Il Cavaliere Rides Again
Sunday, April 20, 2008
Silvio Berlusconi has won a third term as Italy’s prime minister. His victory may have important consequences.
The center-right coalition of Silvio Berlusconi has won a massive and perhaps historic victory in Italy’s general election. The final election returns show Berlusconi’s coalition—mainly the People of Freedom movement, which combined Berlusconi’s Forza Italia party with the formerly neo-fascist National Alliance—got 47 percent of the vote for the Chamber of Deputies, compared to 38 percent for the center-left coalition—mainly the Democratic Party, the descendant of Italy’s Communist Party—led by former Rome mayor Walter Veltroni. The center-right got a slightly higher majority for the Senate, though the numbers round out the same way.
This means that Berlusconi will have solid majorities in both the Chamber and the Senate. The current rules (they are constantly being changed) give proportionate representation to the coalitions and the smaller parties, with a 4 percent threshold. The centrist Union of Christian Democrats, led by Pier Ferdinando Casini—which was part of Berlusconi’s coalition in the 2006 election and is an offshoot of the once dominant Christian Democratic Party—got 5.6 percent, enough to qualify for representation. But Berlusconi will have a large majority because of a provision (which he engineered) that awards a supermajority of deputies to the party or coalition with the largest number of votes. The rule scuttled Berlusconi’s chances in 2006, when his coalition got 24,755 votes less than the center-left coalition headed by Romano Prodi; but this time it helped the politician whom Italian newspapers refer to as il cavaliere (“the cavalier”).
Meanwhile, the “Rainbow Left,” an unreformed Communist coalition headed by Fausto Bertinotti, got only 3.1 percent of the vote, not enough to meet the threshold. Bertinotti promptly resigned. This means that, for the first time since the Republic of Italy’s inaugural election in 1948, there will be no Communists in either chamber of parliament. To appreciate the significance of that milestone, it’s worth noting that the old Italian Communist Party was typically the second largest party in parliament.
In the Senate, the threshold for winning seats is 8 percent; so neither Casini’s nor Bertinotti’s coalition received any seats there. Berlusconi’s coalition will have a large Senate majority. This has important consequences for both Italian government and Italian politics.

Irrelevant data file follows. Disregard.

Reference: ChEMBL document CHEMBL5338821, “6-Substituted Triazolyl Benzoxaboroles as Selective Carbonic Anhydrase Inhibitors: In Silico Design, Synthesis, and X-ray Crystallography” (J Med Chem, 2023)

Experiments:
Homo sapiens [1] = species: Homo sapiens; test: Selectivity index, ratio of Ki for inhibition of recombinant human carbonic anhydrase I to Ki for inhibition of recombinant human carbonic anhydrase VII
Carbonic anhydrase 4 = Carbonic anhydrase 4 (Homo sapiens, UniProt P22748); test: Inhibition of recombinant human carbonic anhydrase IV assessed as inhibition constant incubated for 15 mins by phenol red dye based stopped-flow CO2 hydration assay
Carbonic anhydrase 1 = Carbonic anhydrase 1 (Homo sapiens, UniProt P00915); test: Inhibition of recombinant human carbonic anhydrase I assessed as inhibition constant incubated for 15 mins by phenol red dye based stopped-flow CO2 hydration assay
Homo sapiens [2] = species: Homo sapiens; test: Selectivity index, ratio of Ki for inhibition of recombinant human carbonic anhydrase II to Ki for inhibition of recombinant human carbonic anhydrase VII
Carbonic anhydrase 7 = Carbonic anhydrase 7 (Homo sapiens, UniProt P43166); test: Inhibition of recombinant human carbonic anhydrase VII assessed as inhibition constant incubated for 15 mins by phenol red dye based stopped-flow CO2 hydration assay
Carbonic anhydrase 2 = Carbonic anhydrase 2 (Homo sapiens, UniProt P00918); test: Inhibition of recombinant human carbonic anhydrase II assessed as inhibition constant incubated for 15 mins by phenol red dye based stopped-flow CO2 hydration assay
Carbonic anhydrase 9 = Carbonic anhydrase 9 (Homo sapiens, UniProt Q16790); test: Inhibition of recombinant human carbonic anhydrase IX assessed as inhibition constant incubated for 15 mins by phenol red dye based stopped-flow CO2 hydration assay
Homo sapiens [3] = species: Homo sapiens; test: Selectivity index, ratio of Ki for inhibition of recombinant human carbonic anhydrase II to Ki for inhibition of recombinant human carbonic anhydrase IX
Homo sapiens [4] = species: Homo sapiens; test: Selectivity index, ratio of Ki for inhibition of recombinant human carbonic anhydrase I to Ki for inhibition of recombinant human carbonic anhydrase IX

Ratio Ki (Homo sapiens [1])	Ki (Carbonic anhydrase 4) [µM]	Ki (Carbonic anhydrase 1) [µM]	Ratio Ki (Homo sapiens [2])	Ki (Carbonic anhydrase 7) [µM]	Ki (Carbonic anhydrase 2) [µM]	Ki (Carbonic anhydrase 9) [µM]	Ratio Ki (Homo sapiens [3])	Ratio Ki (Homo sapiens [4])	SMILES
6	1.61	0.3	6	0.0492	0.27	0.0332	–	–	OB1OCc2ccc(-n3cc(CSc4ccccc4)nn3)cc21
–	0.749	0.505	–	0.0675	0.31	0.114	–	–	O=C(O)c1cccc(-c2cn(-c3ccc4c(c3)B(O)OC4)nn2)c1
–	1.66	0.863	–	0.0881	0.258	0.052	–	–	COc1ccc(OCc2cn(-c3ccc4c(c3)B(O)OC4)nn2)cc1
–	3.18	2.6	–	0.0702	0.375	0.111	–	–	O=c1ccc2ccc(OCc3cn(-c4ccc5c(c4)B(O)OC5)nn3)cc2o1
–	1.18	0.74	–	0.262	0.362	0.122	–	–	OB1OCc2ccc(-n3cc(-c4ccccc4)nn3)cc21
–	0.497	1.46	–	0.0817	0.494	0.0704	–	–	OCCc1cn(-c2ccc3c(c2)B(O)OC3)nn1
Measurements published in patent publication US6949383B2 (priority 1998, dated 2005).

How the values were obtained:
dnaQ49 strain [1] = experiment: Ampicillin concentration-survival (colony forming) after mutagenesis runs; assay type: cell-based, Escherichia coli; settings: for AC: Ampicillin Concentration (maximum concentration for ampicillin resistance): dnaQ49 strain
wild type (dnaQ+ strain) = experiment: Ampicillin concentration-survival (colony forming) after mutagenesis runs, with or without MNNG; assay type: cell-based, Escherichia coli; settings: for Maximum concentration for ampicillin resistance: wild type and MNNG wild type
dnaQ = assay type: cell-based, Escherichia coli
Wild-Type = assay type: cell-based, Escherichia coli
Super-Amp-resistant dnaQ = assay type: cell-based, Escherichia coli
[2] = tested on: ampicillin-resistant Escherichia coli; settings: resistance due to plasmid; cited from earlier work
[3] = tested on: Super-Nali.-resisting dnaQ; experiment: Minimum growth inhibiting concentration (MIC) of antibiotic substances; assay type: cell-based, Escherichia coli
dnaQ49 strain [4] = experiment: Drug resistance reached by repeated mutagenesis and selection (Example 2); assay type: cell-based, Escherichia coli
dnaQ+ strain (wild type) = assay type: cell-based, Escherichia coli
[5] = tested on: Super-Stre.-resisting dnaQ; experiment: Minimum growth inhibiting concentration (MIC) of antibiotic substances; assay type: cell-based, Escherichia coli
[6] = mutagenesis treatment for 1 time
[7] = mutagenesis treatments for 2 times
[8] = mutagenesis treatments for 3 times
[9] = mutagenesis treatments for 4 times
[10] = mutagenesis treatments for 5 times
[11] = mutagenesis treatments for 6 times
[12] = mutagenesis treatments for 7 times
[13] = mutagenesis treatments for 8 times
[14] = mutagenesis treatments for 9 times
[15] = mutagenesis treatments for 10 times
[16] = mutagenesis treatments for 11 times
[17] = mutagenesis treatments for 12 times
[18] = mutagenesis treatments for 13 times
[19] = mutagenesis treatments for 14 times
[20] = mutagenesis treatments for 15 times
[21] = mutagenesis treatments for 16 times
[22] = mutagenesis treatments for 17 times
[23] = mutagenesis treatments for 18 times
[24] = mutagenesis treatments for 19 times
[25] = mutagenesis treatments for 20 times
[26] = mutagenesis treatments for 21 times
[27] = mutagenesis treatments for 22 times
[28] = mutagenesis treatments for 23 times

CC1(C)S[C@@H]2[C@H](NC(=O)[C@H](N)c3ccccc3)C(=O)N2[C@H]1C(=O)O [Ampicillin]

For government, it means that Berlusconi will almost certainly have a stable majority for five years, as he did from 2001 to 2006 and as Prodi did not from 2006 to 2008. He needs to do a better job of pruning back the bloated Italian bureaucracy and introducing free-market economic reforms than he did in 2001-06 or than Prodi was able to do in 2006-08.
For politics, the election results mean that Italy is moving toward a stable two-party system. This is quite a transformation, although Italian politics was never as chaotic as its reputation suggested. The key election was in 1948, when—with ample help from the CIA and the U.S. government—the Christian Democrats, an avowedly Catholic party, beat the Communists. The opposite result might have led to something like what happened in Czechoslovakia, where Communists won a plurality and formed a government and then acquiesced in a Soviet takeover. That might seem preposterous today, but in 1948 next-door Yugoslavia was still Communist (though Tito was about to break with Stalin) and the United States had a limited military presence in Europe outside of Germany (Italy was never under military occupation and enjoyed continuity of government).
The partisan patterns of Italian politics were set in that election and persisted for many decades. My theory has long been that the different regions voted for the parties representing the forces that provided protection from the Nazis in the awful years from 1943 to 1945, when war raged throughout Italy, food was scarce, and safety could not be guaranteed. (For a graphic description of life in those years, see Iris Origo’s beautifully written War in Val d’Orcia.) The southern region, where the U.S. Army protected people from the Nazis and from disorder, voted for the Christian Democrats. In the so-called Red Belt region—which includes Tuscany, Umbria, and Emilia Romagna—the main protection came from Communist guerrillas, and the people there voted Communist for years after. The Lombardy and Piedmont region—with cities such as Milan and Turin—was a mixed bag; the Veneto and the Northeast, threatened by Yugoslav Communists, voted heavily for the Christian Democrats.
From 1948 to the early 1990s, the Christian Democrats dominated government; there were plenty of changes in cabinets, but under the surface chaos there was great stability. The Communists were barred from government, though under the compromesso storico of the late 1970s (the project of Aldo Moro, an Italian prime minister kidnapped and murdered in 1978) the Communists were consulted on policy. This situation persisted through the 1980s, when the Socialist Bettino Craxi headed an unusually long-lasting government from 1983 to 1987.